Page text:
Current Progress in Electrotransfection as a Nonviral Method for Gene Delivery.
Electrotransfection (ET) is a nonviral method for delivery of various types of molecules into cells both in vitro and in vivo. Close to 90 clinical trials that involve the use of ET have been performed, and approximately half of them are related to cancer treatment. Particularly, ET is an attractive technique for cancer immunogene therapy because treatment of cells with electric pulses alone can induce immune responses to solid tumors, and the responses can be further enhanced by ET of plasmid DNA (pDNA) encoding therapeutic genes. Compared to other gene delivery methods, ET has several unique advantages. It is relatively inexpensive, flexible, and safe in clinical applications, and introduces only naked pDNA into cells without the use of additional chemicals or viruses. However, the efficiency of ET is still low, partly because biological mechanisms of ET in cells remain elusive. In previous studies, it was believed that pDNA entered the cells through transient pores created by electric pulses. As a result, the technique is commonly referred to as electroporation. However, recent discoveries have suggested that endocytosis plays an important role in cellular uptake and intracellular transport of electrotransfected pDNA. This review will discuss current progresses in the study of biological mechanisms underlying ET and future directions of research in this area. Understanding the mechanisms of pDNA transport in cells is critical for the development of new strategies for improving the efficiency of gene delivery in tumors.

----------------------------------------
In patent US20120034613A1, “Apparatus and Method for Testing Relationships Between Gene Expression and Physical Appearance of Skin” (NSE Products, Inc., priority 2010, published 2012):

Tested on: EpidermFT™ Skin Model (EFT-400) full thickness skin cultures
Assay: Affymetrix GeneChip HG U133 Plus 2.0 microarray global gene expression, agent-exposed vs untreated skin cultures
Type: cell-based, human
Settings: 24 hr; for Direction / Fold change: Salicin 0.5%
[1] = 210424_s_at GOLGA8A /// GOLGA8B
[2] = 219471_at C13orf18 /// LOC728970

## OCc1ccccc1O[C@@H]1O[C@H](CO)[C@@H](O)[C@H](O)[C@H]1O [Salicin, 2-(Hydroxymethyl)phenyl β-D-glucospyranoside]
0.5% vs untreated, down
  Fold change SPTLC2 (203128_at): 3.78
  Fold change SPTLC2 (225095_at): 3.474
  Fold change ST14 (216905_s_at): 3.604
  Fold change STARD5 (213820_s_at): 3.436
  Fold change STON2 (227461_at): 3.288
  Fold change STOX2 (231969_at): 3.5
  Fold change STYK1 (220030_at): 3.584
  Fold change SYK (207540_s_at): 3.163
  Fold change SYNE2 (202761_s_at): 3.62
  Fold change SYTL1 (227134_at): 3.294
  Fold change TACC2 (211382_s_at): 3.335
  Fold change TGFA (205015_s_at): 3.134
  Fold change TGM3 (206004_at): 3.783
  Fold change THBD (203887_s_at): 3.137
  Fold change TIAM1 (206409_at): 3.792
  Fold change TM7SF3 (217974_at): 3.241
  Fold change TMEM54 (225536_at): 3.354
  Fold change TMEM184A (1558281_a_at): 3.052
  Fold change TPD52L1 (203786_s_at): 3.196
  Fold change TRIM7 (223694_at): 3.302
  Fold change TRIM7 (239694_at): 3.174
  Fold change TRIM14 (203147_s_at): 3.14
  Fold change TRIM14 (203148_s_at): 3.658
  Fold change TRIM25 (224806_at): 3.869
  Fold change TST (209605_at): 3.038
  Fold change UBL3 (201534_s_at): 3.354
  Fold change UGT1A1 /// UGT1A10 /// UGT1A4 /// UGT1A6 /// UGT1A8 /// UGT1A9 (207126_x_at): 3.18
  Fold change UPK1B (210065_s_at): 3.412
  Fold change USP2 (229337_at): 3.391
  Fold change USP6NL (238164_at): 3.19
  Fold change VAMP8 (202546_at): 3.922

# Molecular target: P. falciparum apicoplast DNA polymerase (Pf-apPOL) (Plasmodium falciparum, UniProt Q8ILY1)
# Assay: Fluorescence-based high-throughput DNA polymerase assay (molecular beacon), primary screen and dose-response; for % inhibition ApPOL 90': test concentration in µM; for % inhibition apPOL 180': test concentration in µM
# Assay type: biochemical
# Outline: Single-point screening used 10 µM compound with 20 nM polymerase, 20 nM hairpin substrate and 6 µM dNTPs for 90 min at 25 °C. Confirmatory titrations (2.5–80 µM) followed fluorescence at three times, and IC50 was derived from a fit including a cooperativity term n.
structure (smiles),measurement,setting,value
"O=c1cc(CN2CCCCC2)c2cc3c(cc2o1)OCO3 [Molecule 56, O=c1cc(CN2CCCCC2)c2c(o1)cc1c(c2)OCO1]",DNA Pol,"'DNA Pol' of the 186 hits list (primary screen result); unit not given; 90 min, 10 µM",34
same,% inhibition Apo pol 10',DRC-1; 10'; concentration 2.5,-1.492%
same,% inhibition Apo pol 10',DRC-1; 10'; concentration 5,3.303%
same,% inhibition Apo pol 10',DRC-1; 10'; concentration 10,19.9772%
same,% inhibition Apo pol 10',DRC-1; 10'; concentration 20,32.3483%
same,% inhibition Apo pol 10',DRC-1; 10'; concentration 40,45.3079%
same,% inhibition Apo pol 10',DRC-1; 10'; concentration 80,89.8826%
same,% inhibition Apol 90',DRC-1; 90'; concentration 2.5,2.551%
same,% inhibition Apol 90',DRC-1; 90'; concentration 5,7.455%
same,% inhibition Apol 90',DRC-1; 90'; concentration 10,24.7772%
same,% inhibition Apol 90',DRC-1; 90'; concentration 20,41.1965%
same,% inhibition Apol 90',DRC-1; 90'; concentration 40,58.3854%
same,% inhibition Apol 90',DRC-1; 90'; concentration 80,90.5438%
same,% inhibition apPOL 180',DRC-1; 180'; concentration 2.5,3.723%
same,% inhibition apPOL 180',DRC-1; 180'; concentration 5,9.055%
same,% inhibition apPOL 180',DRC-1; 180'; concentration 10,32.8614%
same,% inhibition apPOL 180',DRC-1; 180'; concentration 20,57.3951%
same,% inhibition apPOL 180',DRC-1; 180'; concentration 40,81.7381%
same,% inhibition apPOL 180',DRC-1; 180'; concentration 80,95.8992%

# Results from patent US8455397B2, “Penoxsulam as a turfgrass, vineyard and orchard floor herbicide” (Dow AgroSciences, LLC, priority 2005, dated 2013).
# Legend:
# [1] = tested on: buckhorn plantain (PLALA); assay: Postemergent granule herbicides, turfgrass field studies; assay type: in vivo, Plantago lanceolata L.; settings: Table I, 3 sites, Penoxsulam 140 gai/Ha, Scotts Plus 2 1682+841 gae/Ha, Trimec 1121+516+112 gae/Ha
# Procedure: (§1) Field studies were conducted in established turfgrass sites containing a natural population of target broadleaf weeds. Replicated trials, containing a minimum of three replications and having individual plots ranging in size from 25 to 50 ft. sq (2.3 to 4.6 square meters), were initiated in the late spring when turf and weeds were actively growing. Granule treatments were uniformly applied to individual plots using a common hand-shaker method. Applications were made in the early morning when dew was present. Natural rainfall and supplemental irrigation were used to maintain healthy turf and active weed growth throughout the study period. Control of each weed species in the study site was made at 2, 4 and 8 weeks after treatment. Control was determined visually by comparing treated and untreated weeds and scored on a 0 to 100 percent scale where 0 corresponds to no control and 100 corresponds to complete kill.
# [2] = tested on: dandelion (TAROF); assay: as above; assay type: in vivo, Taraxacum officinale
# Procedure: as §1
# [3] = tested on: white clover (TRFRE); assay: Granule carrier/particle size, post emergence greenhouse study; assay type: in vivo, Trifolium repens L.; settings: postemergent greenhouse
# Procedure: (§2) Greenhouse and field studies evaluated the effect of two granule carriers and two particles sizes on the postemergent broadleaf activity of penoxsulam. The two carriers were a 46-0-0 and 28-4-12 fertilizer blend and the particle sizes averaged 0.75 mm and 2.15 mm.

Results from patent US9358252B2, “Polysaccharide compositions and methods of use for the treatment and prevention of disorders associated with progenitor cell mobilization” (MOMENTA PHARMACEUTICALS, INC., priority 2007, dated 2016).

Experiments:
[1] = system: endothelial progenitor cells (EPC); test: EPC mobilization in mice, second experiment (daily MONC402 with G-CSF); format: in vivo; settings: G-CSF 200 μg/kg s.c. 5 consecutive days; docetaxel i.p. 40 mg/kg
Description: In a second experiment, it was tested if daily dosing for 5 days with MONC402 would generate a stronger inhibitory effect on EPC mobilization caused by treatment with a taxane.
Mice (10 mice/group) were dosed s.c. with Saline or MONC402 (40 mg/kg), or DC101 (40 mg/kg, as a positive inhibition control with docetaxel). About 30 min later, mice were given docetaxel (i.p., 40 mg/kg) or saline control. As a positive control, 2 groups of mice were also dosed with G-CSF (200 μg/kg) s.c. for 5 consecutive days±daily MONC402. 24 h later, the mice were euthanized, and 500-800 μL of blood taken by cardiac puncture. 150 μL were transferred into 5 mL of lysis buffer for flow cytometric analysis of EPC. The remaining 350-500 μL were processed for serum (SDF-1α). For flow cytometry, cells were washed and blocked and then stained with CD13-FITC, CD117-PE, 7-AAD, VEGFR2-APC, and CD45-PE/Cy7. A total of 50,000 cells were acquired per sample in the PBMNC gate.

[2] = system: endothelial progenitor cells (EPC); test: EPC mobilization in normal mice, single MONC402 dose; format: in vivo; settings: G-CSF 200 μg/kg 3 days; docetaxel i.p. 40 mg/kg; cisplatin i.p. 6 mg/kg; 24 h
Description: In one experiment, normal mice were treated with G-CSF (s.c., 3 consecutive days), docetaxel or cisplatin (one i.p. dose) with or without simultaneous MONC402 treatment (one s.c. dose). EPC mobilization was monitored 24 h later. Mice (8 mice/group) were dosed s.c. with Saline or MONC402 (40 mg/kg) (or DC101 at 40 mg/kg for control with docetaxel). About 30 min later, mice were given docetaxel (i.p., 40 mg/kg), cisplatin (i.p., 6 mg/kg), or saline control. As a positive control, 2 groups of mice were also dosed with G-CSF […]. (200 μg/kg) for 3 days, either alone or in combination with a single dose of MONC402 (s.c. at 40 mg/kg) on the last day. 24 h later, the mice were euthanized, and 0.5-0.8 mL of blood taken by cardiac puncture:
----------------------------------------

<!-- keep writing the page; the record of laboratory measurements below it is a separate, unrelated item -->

Volume / Issue
Start / End Page
Pubmed Central ID
Electronic International Standard Serial Number (EISSN)
International Standard Serial Number (ISSN)
Digital Object Identifier (DOI)